We also found a Justin Bieber Christmas ornament. I kid you not. Mrs. Gronosky posed with it for a picture, but I can’t bring myself to post it. Here are some more surreal ornaments instead:

More surreal ornaments. I am reassured that the rack was full of these: it means maybe nobody had bought any.

The pink Christmas hippo, and a duck with a shotgun. I just don’t understand. If you look closely you can see the tag of a Justin Bieber ornament on the rack below these. We didn’t buy any of these.

We did eventually find some plain, plastic ball ornaments like a normal person would put on his or her Christmas tree. It took some searching: most of the ornaments were glass. I did have to pick up one thing that was a little more unconventional. My sweetie liked it:

We bought the Christmas owl

We bought the Christmas owl

Decorating the Tree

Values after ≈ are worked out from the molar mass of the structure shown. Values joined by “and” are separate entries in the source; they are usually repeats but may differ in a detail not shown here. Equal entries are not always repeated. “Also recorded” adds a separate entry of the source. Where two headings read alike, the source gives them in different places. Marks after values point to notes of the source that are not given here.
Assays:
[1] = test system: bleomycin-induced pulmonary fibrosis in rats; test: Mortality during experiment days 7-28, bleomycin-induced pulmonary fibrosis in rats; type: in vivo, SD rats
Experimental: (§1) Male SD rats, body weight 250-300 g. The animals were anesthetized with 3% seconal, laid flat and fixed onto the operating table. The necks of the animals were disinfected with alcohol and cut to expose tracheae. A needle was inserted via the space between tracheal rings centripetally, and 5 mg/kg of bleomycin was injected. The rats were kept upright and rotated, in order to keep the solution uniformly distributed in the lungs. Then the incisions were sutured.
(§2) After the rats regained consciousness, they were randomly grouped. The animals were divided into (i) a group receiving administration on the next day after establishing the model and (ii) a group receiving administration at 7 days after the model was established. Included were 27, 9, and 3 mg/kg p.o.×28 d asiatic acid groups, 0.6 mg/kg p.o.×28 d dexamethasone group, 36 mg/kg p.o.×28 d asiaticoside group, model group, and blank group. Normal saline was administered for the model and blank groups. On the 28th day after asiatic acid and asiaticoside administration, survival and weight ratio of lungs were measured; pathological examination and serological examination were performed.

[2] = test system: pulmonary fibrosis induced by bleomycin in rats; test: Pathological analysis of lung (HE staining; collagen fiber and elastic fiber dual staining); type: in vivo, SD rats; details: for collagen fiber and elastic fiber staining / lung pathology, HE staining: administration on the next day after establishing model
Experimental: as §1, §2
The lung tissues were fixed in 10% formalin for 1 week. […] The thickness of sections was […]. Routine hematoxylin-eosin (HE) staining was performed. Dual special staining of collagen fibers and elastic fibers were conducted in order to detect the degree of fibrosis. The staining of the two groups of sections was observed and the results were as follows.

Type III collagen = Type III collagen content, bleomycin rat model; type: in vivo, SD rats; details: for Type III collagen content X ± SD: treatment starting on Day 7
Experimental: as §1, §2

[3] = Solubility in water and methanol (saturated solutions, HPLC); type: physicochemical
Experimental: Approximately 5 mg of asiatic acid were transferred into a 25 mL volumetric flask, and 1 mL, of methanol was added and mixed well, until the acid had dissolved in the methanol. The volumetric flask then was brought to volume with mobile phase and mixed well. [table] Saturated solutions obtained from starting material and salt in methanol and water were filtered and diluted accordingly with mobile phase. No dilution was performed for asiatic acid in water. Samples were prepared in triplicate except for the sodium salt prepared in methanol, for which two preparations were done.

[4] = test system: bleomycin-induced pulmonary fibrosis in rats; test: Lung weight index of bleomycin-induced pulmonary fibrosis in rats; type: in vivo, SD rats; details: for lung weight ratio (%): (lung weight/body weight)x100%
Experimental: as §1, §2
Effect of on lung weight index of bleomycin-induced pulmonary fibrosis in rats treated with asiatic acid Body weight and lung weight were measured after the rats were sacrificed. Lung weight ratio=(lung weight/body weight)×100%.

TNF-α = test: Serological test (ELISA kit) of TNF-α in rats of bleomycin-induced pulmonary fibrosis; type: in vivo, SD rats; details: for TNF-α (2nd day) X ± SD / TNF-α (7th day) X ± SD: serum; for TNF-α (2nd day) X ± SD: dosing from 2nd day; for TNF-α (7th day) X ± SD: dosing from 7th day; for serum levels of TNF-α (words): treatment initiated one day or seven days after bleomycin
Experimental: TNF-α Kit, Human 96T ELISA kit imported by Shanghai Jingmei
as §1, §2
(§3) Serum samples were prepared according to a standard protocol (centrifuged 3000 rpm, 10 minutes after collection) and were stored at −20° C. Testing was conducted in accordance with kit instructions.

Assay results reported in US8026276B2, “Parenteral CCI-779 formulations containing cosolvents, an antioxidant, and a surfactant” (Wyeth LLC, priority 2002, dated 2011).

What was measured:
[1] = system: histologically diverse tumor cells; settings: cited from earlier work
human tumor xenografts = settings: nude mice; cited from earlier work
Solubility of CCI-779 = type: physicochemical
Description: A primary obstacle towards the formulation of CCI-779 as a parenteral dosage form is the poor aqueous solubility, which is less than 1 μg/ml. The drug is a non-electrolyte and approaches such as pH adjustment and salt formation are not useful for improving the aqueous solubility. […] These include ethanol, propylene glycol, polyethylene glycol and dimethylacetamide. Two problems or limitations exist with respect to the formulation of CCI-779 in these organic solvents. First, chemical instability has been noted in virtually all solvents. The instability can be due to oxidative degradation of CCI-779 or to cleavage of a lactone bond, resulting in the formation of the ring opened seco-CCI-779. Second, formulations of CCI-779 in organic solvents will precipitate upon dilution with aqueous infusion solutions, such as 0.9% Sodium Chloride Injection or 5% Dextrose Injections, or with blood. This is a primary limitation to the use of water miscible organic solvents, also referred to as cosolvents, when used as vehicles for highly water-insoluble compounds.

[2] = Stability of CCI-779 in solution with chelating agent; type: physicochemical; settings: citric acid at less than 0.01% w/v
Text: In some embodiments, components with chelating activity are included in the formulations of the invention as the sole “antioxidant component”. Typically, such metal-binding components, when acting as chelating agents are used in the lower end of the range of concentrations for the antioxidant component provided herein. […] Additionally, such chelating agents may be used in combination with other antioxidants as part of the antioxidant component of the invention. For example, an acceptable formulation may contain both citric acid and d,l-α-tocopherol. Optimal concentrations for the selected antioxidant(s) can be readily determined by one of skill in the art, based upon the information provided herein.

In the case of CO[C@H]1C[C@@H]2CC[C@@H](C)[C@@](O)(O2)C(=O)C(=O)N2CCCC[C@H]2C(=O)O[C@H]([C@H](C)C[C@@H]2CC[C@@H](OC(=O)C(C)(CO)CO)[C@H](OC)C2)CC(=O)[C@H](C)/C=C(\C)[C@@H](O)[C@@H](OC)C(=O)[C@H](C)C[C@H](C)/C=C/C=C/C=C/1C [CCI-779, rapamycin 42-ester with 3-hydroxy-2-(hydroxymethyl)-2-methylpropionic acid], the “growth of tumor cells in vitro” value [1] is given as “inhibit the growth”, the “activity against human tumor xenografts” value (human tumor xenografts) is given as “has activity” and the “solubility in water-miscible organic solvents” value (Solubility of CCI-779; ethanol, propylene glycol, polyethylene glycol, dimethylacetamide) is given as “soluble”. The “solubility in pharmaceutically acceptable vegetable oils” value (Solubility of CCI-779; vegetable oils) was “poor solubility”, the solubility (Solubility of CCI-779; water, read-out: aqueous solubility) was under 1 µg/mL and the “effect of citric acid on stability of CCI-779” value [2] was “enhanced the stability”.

When we got home and put the ornaments on tree, the initial reaction was subdued:

Morgana watches, with her usual composure and restraint, while Mrs. Gronosky covers the tree in shiny, dangly objects indistinguishable from cat toys.

Morgana watches, with her usual composure and restraint, while Mrs. Gronosky covers the tree in shiny, dangly objects indistinguishable from cat toys.

But it didn’t last.

Morgana's self-control lasted about three minutes.

Morgana’s self-control lasted about three minutes.

The second night, none of the ornaments came off the tree. Maybe the glass ones would have been all right after all. I wouldn’t put money on that, though. After all our precautions — positioning the tree so to not invite climbing, liberally spritzing it with anti-chewing spray, and letting it stand overnight before decorating it — cats will be cats.

On nom nom!

Morgana vigorously chomping the artificial Christmas tree.

Merry Christmas!